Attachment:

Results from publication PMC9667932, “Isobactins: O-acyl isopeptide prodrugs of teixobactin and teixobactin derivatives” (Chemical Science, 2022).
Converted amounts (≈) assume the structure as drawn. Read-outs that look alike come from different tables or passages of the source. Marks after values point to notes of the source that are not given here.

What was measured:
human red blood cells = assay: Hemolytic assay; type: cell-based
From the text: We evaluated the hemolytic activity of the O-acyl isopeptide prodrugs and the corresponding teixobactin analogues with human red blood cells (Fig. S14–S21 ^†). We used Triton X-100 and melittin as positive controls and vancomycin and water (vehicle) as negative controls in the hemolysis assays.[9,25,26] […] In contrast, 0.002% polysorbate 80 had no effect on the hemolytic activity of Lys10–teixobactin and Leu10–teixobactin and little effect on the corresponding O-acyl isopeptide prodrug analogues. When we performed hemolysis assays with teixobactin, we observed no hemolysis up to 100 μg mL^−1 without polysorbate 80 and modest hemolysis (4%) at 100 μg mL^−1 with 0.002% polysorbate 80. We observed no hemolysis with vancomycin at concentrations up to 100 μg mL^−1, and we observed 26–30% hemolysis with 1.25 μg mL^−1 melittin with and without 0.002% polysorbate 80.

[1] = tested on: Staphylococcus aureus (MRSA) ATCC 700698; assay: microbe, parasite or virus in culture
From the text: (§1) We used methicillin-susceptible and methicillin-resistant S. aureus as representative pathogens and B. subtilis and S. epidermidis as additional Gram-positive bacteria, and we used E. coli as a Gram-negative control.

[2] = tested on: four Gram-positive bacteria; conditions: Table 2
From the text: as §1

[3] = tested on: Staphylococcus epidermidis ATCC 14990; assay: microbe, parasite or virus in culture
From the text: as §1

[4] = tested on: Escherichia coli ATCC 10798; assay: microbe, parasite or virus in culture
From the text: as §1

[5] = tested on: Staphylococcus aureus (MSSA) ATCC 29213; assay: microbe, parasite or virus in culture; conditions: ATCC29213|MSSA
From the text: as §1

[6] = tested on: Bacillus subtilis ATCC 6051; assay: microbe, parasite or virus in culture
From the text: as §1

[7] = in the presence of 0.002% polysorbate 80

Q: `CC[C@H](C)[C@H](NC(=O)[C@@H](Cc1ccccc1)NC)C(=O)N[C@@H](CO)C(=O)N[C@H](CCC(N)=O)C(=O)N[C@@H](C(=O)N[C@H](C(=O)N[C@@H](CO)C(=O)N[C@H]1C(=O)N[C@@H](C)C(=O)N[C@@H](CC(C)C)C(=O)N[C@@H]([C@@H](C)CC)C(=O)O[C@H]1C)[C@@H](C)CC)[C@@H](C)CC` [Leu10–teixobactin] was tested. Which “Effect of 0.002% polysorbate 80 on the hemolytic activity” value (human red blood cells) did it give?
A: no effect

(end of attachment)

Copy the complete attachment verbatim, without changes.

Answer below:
Results from publication PMC9667932, “Isobactins: O-acyl isopeptide prodrugs of teixobactin and teixobactin derivatives” (Chemical Science, 2022).
Converted amounts (≈) assume the structure as drawn. Read-outs that look alike come from different tables or passages of the source. Marks after values point to notes of the source that are not given here.

What was measured:
human red blood cells = assay: Hemolytic assay; type: cell-based
From the text: We evaluated the hemolytic activity of the O-acyl isopeptide prodrugs and the corresponding teixobactin analogues with human red blood cells (Fig. S14–S21 ^†). We used Triton X-100 and melittin as positive controls and vancomycin and water (vehicle) as negative controls in the hemolysis assays.[9,25,26] […] In contrast, 0.002% polysorbate 80 had no effect on the hemolytic activity of Lys10–teixobactin and Leu10–teixobactin and little effect on the corresponding O-acyl isopeptide prodrug analogues. When we performed hemolysis assays with teixobactin, we observed no hemolysis up to 100 μg mL^−1 without polysorbate 80 and modest hemolysis (4%) at 100 μg mL^−1 with 0.002% polysorbate 80. We observed no hemolysis with vancomycin at concentrations up to 100 μg mL^−1, and we observed 26–30% hemolysis with 1.25 μg mL^−1 melittin with and without 0.002% polysorbate 80.

[1] = tested on: Staphylococcus aureus (MRSA) ATCC 700698; assay: microbe, parasite or virus in culture
From the text: (§1) We used methicillin-susceptible and methicillin-resistant S. aureus as representative pathogens and B. subtilis and S. epidermidis as additional Gram-positive bacteria, and we used E. coli as a Gram-negative control.

[2] = tested on: four Gram-positive bacteria; conditions: Table 2
From the text: as §1

[3] = tested on: Staphylococcus epidermidis ATCC 14990; assay: microbe, parasite or virus in culture
From the text: as §1

[4] = tested on: Escherichia coli ATCC 10798; assay: microbe, parasite or virus in culture
From the text: as §1

[5] = tested on: Staphylococcus aureus (MSSA) ATCC 29213; assay: microbe, parasite or virus in culture; conditions: ATCC29213|MSSA
From the text: as §1

[6] = tested on: Bacillus subtilis ATCC 6051; assay: microbe, parasite or virus in culture
From the text: as §1

[7] = in the presence of 0.002% polysorbate 80

Q: `CC[C@H](C)[C@H](NC(=O)[C@@H](Cc1ccccc1)NC)C(=O)N[C@@H](CO)C(=O)N[C@H](CCC(N)=O)C(=O)N[C@@H](C(=O)N[C@H](C(=O)N[C@@H](CO)C(=O)N[C@H]1C(=O)N[C@@H](C)C(=O)N[C@@H](CC(C)C)C(=O)N[C@@H]([C@@H](C)CC)C(=O)O[C@H]1C)[C@@H](C)CC)[C@@H](C)CC` [Leu10–teixobactin] was tested. Which “Effect of 0.002% polysorbate 80 on the hemolytic activity” value (human red blood cells) did it give?
A: no effect